The pound has now hit a one-month high against the euro, at €1.1415, thanks to those reports of a deal over the Irish border.
Hamish Muress, currency analyst at OFX, says investors are hoping for a significant Brexit breakthrough:
“It is understood that Prime Minister Theresa May has conceded ground to the EU around the Irish border and the final divorce bill for leaving the EU, which have been sticking points for both sides for months.
Despite the fine details of a draft agreement unlikely to be resolved until next week, the pound will be buoyed by the news that, for the time being, it looks like the EU will vote in favour of progressing talks to the next phase.”
But…. there’s confusion over whether Britain is really offering “no divergence” on regulations, as some MEPs said, or simply “continued regulatory compliance”. The final decision will be crucial.
Sign up to our email
The Guardian’s Business Today email has expanded its property coverage.
As well as key news headlines, an agenda of the day’s main events, insightful opinion pieces and a quality feature, there is now more coverage of house prices, mortgages, the rental market – and the best picture galleries from our Money pages.
For your morning shot of financial and property news, sign up here:
The president is up, and predicting a Wall Street rally today:
Pound rallies on Brexit breakthrough hopes
Sterling is pushing higher against the euro and the US dollar, following reports that Britain and the EU are close to a breakthrough.
After a slow start, the pound is now up half a cent against the dollar at $1.352.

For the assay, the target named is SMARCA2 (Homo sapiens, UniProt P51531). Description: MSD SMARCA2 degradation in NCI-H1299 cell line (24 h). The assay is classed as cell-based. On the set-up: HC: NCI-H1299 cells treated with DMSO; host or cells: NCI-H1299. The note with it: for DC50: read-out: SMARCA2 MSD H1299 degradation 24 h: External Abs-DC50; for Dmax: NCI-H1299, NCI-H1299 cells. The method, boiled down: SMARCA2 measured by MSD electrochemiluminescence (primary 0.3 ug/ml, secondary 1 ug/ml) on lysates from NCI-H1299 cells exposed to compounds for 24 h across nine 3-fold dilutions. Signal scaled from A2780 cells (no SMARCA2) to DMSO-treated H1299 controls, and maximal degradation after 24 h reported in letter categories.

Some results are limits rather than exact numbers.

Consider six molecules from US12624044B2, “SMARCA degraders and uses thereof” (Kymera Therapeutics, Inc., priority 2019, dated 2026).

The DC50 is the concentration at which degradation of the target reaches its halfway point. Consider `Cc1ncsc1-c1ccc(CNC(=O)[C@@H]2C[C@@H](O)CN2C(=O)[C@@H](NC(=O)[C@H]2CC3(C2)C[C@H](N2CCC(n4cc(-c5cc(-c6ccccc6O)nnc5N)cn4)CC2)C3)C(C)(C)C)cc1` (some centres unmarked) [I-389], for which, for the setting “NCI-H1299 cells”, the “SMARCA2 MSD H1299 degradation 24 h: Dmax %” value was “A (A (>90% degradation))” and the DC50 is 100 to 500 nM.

Against the euro, it’s gained three-quarters of a eurocent at €1.14.
It follows reports that Britain has made a key concession over the Irish border. According to MEPs, the UK has offered no divergence between Northern Ireland the Republic over single market and customs union rules.
Irish broadcaster RTE says it would have “far-reaching implications”.
But it’s not clear that Northern Ireland’s DUP party would accept it — which is significant, as they’re currently propping up Theresa May’s government.
My colleague Andrew Sparrow is tracking all the action in his Politics Live blog:
The loudest complaint against Trump’s tax ‘reforms’ is that the richest Americans will benefit the most.
And yesterday, the bi-partisan Congressional Budget Office showed very clearly that this is true:
Economics professor Nouriel Roubini is concerned that the US budget deficit could spiral to $1 trillion by the end of the decade, thanks to Donald Trump’s tax shake-up.
He fears it will precede a squeeze on government spending, potentially hurting welfare spending.
Economics lecturer Stephen Kinsella of Ireland’s University of Limerick agrees that the fiscal axe will soon fall on US government spending.
Why US tax reforms aren’t a done deal yet
A bit of work still needs to be done before Donald Trump can sign off a tax reform bill.
That’s because the Senate and the House of Representatives (America’s upper and lower chambers) have both passed different legislation. The two versions now need to be merged, starting today – creating an opportunity for lawmakers to raise objections.
Michael Hewson of CMC Markets says:
It is by no means a done deal given that the Senate bill is different to the one passed by Congress in November which means any final version is likely to be revised, and then passed by both houses, before being sent for signature by the President.
What is unlikely to change are the headline numbers, which means that we can expect to see the corporation tax rate number reduced substantially from its current 35% to as low as 20%.
After a stellar year, world stock markets are closing in on a new record — $100 trillion!
Wall Street expected to hit record highs today
Over in New York, Wall Street traders will be waking up to predictions of another record-breaking open in four hours time.
The Dow Jones industrial average is forecast to jump by over 200 points, following the Senate’s approval of US tax reforms over the weekend.
It means the long rally since Trump’s shock election win will continue….
Barbara Kollmeyer of Marketwatch puts it: